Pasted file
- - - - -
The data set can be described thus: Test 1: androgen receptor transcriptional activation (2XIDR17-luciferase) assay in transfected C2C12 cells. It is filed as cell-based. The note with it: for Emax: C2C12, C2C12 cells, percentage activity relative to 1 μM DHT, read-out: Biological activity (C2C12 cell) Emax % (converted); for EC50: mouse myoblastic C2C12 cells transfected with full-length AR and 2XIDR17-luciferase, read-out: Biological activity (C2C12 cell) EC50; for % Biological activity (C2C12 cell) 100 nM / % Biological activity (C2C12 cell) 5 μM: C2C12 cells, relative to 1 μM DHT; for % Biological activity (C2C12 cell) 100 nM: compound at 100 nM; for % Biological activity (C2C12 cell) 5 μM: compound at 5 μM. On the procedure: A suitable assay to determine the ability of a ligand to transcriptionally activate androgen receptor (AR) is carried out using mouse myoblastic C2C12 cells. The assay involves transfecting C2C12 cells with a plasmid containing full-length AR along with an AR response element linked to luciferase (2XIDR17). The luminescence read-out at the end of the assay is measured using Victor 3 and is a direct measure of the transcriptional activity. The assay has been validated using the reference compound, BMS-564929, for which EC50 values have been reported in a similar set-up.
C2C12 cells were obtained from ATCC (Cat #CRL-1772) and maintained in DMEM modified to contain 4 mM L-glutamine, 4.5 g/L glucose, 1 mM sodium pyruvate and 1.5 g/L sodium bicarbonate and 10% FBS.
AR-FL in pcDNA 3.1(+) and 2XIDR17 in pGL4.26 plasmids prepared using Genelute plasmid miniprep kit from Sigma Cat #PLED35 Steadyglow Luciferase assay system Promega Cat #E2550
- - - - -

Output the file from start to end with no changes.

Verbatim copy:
The data set can be described thus: Test 1: androgen receptor transcriptional activation (2XIDR17-luciferase) assay in transfected C2C12 cells. It is filed as cell-based. The note with it: for Emax: C2C12, C2C12 cells, percentage activity relative to 1 μM DHT, read-out: Biological activity (C2C12 cell) Emax % (converted); for EC50: mouse myoblastic C2C12 cells transfected with full-length AR and 2XIDR17-luciferase, read-out: Biological activity (C2C12 cell) EC50; for % Biological activity (C2C12 cell) 100 nM / % Biological activity (C2C12 cell) 5 μM: C2C12 cells, relative to 1 μM DHT; for % Biological activity (C2C12 cell) 100 nM: compound at 100 nM; for % Biological activity (C2C12 cell) 5 μM: compound at 5 μM. On the procedure: A suitable assay to determine the ability of a ligand to transcriptionally activate androgen receptor (AR) is carried out using mouse myoblastic C2C12 cells. The assay involves transfecting C2C12 cells with a plasmid containing full-length AR along with an AR response element linked to luciferase (2XIDR17). The luminescence read-out at the end of the assay is measured using Victor 3 and is a direct measure of the transcriptional activity. The assay has been validated using the reference compound, BMS-564929, for which EC50 values have been reported in a similar set-up.
C2C12 cells were obtained from ATCC (Cat #CRL-1772) and maintained in DMEM modified to contain 4 mM L-glutamine, 4.5 g/L glucose, 1 mM sodium pyruvate and 1.5 g/L sodium bicarbonate and 10% FBS.
AR-FL in pcDNA 3.1(+) and 2XIDR17 in pGL4.26 plasmids prepared using Genelute plasmid miniprep kit from Sigma Cat #PLED35 Steadyglow Luciferase assay system Promega Cat #E2550